“These are modest falls in the context of the rapid growth in rents recently, but it is clear evidence that rental market dynamics are starting to turn in some markets,” says Zoopla.

There is also an inner/outer split in the capital.

The Zoopla research suggests rental growth has slowed the most in inner areas with rents in Westminster and Tower Hamlets up by less than 2.5% over the last year and posting modest quarter-on-quarter declines.

In contrast, annual rents are up by over 10% in outer  London areas such as Barking & Dagenham, Redbridge and Havering where average rents are 20% below the London average. The average rent in London is now £2,122, still significantly above the UK average of £1,226.

Applicant demand saw the expected seasonal rise in month-on month demand, with a 20% increase from April. In Q2, applicant demand has been much closer to the trends in Q2 2023. It is expected that volumes of applicant demand through the summer months will remain similar to last year.

Data from London agent Foxtons also suggests a surge in supply could keep rental growth down.

The agency brand saw an increase of 36% in listings between April and May, up 10% annually.

Will rents fall in 2024?

Commentators expect rental growth to slow rather than drop this year.

This is because while demand continues to outstrip supply, there is a limit to what tenants can afford to pay especially with household bills remaining high.

There are already areas where rents are falling.

HomeLet's data suggests rents decreased in the North East (-1.6%), South West (-1.4%), Greater London (-1.3%), and Yorkshire and Humberside (-0.5%) on a monthly basis during May.

Zoopla has predicted that rental growth will slow to 5% this year, a long way from the double-digit returns that property investors have previously enjoyed.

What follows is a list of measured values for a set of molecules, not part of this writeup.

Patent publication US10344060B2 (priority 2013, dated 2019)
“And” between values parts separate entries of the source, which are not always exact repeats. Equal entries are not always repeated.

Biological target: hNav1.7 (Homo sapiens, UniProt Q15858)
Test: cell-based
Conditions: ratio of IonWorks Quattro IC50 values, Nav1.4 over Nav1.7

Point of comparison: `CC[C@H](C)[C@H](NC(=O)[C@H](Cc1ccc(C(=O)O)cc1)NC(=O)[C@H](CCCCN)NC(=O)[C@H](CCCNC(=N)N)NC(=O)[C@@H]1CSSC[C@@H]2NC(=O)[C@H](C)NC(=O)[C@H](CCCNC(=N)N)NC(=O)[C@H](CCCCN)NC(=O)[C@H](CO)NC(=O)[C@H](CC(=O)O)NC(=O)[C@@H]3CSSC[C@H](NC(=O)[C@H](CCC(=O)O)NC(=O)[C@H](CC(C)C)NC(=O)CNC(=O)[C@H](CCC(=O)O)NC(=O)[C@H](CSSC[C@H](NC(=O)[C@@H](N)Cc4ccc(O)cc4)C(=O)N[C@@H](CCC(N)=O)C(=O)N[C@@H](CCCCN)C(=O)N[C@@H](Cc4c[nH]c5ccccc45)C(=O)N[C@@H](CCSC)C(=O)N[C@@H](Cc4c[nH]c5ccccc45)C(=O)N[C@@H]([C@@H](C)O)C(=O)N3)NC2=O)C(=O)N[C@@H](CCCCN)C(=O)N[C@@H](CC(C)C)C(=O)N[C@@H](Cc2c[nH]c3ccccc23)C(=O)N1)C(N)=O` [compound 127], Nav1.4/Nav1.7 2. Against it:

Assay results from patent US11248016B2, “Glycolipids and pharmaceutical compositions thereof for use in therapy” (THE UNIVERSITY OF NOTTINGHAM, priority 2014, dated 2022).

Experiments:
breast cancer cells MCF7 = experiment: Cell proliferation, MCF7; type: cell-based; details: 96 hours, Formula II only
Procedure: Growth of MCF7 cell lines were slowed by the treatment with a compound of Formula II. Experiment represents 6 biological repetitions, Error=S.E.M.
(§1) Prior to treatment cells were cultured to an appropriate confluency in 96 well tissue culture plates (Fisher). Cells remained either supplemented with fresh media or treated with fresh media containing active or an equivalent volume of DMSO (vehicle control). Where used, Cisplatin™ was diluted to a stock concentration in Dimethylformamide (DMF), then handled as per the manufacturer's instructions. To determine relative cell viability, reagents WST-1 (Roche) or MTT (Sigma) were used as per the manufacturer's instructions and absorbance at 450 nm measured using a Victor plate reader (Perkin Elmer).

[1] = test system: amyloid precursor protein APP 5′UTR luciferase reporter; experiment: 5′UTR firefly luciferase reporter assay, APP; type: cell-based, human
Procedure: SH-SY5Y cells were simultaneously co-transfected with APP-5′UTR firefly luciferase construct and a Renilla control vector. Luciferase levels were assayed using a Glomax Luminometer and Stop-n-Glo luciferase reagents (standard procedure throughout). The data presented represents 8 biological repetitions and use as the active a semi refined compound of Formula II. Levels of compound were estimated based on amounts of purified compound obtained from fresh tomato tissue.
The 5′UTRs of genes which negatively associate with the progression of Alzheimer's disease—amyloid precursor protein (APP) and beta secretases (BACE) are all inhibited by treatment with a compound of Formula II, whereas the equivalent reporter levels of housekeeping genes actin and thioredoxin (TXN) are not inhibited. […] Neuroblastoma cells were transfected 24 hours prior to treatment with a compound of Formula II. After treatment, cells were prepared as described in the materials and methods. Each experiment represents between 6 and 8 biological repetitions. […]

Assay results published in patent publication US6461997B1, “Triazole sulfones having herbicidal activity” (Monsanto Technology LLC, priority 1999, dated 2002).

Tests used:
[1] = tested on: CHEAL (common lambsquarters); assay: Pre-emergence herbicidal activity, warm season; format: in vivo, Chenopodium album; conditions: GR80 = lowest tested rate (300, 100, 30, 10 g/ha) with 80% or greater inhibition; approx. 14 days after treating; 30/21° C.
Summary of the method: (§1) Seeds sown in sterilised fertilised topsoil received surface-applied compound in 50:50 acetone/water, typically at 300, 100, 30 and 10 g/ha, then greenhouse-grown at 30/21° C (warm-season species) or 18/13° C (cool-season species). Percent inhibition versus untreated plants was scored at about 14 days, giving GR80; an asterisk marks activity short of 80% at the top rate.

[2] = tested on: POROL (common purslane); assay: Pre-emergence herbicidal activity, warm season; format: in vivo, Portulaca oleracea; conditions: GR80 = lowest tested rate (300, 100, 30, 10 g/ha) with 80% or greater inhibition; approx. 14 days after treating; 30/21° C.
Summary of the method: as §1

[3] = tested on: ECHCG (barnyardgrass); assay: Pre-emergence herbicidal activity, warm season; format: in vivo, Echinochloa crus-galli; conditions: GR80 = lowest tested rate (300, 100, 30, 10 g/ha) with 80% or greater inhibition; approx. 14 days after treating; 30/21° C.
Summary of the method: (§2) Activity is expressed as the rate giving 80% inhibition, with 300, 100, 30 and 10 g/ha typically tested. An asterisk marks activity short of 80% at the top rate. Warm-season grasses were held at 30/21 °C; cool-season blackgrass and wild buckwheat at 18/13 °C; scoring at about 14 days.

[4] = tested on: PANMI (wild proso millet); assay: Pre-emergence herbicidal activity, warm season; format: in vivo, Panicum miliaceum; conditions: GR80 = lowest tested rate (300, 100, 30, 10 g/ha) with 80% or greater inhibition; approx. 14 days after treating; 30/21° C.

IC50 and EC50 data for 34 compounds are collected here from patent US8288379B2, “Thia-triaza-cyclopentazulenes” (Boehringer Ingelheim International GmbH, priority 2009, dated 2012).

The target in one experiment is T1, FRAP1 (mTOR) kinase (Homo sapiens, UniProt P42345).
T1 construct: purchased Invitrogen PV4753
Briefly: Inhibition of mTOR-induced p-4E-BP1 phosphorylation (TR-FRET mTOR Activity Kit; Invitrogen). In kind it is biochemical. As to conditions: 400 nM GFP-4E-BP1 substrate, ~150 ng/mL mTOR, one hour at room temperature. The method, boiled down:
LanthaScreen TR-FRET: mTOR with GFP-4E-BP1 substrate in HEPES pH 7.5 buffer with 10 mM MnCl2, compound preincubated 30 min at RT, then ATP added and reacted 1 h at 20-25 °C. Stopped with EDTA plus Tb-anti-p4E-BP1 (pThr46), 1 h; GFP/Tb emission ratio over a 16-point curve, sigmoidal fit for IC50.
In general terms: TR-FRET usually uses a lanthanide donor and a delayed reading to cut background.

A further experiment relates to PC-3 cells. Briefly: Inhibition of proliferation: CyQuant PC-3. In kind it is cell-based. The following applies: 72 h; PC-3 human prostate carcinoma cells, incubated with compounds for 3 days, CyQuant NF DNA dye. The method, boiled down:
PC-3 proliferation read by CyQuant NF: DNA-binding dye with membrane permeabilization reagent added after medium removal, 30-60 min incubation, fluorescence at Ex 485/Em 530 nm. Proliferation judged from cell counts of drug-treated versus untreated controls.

This is being driven by changes in demand and affordability, rather than any expansion in supply which should be a key focus area for any incoming government, the property website says.

“Rents continue to grow faster than average earnings although the gap is much narrower than a year ago,” says Richard Donnell, executive director at Zoopla.

“Rental demand continues to run well ahead of available supply which is keeping the upward pressure on rents but there are some areas where rental growth has stalled.”

He highlights that the number of private rented homes has been static since 2016 which has compounded the rise in rents over the last three years. 

“Growing the supply of rented homes, both private and affordable, should be among the top housing priorities for the next government,” Donnell says.

“A healthy private rented sector is vital for economic growth and a more balanced housing market. More supply is the fastest route to easing the pressure on renters and improving the overall quality of rented homes.”

Adam Jennings, head of lettings at Chestertons agrees that there has been a “momentary slowdown” in the capital but suggests more tenants will start their search over the summer months.

He says: “It is therefore only a matter of time before demand levels outgrow supply to a degree that triggers rents to go up again.”

Marc Shoffman
Contributing editor

Marc Shoffman is an award-winning freelance journalist specialising in business, personal finance and property. His work has appeared in print and online publications ranging from FT Business to The Times, Mail on Sunday and The i newspaper. He also co-presents the In For A Penny financial planning podcast.